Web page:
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[Caml-list] Ocaml efficiency
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Date: -- (:)
From: Xavier Leroy <xavier.leroy@i...>
Subject: Re: [Caml-list] Ocaml efficiency
>   Some people are sometimes writing or thinking about writing
>   applications in OCaml without knowing it OCaml is suitable
>   for the kind of applications they're writing.
> 
>   So my question is for what kind of applications isn't OCaml
>   suitable for and better written in a lower lever language?

One example is software components that take a low-level view of the
memory (as an untyped collection of bytes or words accessed via
addresses): memory managers, garbage collectors, device drivers, and
to some extent virtual machine interpreters.

Another example is heavy-duty number crunching, either on floats
(simple, brute-force numerical methods on dense matrixes; signal
processing) or integers (cryptography, compression, signal processing).

In both cases, OCaml will not only give you lower performance than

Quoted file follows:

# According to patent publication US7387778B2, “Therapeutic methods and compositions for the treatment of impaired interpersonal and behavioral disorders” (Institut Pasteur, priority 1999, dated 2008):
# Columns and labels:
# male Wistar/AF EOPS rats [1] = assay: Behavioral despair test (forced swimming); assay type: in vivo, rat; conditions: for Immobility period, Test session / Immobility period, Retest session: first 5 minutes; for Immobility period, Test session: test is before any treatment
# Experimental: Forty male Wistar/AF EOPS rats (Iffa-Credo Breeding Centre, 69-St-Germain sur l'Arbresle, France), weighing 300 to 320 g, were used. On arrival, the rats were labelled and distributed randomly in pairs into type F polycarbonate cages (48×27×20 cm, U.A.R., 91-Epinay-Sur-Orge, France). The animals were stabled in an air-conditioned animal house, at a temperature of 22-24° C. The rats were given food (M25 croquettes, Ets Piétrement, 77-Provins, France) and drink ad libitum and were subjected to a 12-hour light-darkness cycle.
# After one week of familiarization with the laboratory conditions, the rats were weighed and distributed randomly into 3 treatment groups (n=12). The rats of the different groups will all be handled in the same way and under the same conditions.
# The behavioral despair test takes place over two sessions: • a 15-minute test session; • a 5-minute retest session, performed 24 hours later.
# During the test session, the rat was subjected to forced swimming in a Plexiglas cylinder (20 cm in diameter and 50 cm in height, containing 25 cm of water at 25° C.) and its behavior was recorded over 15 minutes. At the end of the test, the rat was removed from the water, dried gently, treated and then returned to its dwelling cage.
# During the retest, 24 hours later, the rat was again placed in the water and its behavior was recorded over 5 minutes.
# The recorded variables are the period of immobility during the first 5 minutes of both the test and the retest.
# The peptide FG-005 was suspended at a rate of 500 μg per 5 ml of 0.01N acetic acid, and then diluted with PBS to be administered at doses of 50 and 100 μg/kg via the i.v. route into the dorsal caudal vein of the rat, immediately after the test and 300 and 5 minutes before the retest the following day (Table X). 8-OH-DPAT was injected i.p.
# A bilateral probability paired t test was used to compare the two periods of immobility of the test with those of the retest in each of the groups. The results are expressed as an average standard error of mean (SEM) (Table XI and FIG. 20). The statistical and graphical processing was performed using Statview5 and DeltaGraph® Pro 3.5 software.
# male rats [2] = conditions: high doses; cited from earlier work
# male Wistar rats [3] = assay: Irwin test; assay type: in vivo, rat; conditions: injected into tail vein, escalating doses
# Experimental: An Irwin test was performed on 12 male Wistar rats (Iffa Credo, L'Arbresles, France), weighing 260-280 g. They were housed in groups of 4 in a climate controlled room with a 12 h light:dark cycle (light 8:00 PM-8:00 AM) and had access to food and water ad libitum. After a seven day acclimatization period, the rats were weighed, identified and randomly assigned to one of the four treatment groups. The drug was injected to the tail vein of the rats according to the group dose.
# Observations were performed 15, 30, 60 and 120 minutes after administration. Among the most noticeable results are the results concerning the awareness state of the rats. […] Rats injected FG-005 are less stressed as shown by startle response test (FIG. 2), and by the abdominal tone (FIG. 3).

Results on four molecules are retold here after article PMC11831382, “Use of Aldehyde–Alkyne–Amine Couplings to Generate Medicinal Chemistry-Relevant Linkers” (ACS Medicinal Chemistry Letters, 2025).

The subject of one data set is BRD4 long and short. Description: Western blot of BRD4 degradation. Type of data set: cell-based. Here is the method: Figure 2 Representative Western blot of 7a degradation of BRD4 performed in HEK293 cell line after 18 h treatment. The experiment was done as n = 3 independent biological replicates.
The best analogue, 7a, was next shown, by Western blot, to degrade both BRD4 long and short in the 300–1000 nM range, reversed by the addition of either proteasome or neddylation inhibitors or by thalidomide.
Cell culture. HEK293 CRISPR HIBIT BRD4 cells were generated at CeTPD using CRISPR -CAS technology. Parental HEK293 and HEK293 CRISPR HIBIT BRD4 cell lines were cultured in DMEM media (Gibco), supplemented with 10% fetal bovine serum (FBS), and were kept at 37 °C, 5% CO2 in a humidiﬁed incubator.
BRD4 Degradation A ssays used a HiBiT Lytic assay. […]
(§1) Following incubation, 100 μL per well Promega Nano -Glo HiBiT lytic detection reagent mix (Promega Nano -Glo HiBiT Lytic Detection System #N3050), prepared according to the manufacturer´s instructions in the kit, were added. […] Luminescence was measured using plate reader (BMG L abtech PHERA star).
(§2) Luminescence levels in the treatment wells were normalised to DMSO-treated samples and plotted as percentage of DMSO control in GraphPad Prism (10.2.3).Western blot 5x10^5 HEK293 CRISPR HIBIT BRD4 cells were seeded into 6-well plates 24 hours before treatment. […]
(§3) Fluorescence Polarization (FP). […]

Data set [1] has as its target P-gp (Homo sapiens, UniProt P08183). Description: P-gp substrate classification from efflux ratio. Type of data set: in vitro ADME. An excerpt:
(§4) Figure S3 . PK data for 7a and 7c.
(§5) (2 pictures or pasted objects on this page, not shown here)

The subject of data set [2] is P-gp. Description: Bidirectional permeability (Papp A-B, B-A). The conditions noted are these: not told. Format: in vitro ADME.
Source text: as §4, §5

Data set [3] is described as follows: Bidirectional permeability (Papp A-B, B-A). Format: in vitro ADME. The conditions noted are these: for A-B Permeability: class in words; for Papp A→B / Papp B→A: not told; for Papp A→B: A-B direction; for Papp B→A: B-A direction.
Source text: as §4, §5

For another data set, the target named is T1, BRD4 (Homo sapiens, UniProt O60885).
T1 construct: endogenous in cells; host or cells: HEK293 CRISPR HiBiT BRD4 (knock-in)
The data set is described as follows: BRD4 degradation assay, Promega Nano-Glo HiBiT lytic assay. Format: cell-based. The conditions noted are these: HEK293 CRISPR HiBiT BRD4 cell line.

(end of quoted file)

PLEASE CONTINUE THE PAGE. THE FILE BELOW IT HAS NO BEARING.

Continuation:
say C, Fortran or assembly, but the OCaml code will not be
cleaner nor easier to write than the C or Fortran code.

Caml becomes interesting again as soon as your application manipulates
higher-level data structures, or performs significant amounts of
dynamic allocation, though.

>   What is the real cost (in CPU) of interfaces to C libraries
>   since some processing have to be performed in order to convert
>   lower level types to Caml types?

You probably need to do your own measurements here, but the cost can
be quite low.  For instance, consider a C function that is the
identity on Caml integers, i.e. it takes a Caml integer, converts it
to a native integer, then back to a Caml integer, and returns this.
One call from OCaml to this function takes approximately 16 cycles
on a Pentium III and 50 cycles on an Alpha 21164.  (The Alpha suffers
from a more expensive Caml/C context switch and a less efficient
branch prediction engine.)

Caml/C conversions on other data types can be more expensive, though.
Still, as long as the C function does some real work (e.g. 1000 cycles
of computation), the overhead of calling it from Caml should be
negligible.

- Xavier Leroy
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